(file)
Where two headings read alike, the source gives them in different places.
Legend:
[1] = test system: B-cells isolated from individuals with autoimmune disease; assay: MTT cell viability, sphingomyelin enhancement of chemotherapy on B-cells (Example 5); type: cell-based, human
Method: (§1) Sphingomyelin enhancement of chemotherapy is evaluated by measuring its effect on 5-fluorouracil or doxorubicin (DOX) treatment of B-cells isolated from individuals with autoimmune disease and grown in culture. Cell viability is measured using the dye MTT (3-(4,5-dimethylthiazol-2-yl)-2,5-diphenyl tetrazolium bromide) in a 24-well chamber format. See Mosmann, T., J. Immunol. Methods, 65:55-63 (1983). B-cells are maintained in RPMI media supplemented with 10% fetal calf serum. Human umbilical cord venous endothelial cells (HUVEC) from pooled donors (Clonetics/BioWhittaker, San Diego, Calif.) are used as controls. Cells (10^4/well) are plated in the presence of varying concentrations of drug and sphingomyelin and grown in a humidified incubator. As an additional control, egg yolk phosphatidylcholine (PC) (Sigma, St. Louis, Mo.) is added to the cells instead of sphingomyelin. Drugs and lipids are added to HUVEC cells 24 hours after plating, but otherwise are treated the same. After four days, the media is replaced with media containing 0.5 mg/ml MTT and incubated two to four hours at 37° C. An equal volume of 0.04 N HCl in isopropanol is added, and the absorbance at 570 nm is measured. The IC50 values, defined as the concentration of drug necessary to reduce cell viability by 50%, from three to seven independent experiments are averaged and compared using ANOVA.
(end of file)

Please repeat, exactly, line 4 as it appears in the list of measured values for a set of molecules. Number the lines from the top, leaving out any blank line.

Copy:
Method: (§1) Sphingomyelin enhancement of chemotherapy is evaluated by measuring its effect on 5-fluorouracil or doxorubicin (DOX) treatment of B-cells isolated from individuals with autoimmune disease and grown in culture. Cell viability is measured using the dye MTT (3-(4,5-dimethylthiazol-2-yl)-2,5-diphenyl tetrazolium bromide) in a 24-well chamber format. See Mosmann, T., J. Immunol. Methods, 65:55-63 (1983). B-cells are maintained in RPMI media supplemented with 10% fetal calf serum. Human umbilical cord venous endothelial cells (HUVEC) from pooled donors (Clonetics/BioWhittaker, San Diego, Calif.) are used as controls. Cells (10^4/well) are plated in the presence of varying concentrations of drug and sphingomyelin and grown in a humidified incubator. As an additional control, egg yolk phosphatidylcholine (PC) (Sigma, St. Louis, Mo.) is added to the cells instead of sphingomyelin. Drugs and lipids are added to HUVEC cells 24 hours after plating, but otherwise are treated the same. After four days, the media is replaced with media containing 0.5 mg/ml MTT and incubated two to four hours at 37° C. An equal volume of 0.04 N HCl in isopropanol is added, and the absorbance at 570 nm is measured. The IC50 values, defined as the concentration of drug necessary to reduce cell viability by 50%, from three to seven independent experiments are averaged and compared using ANOVA.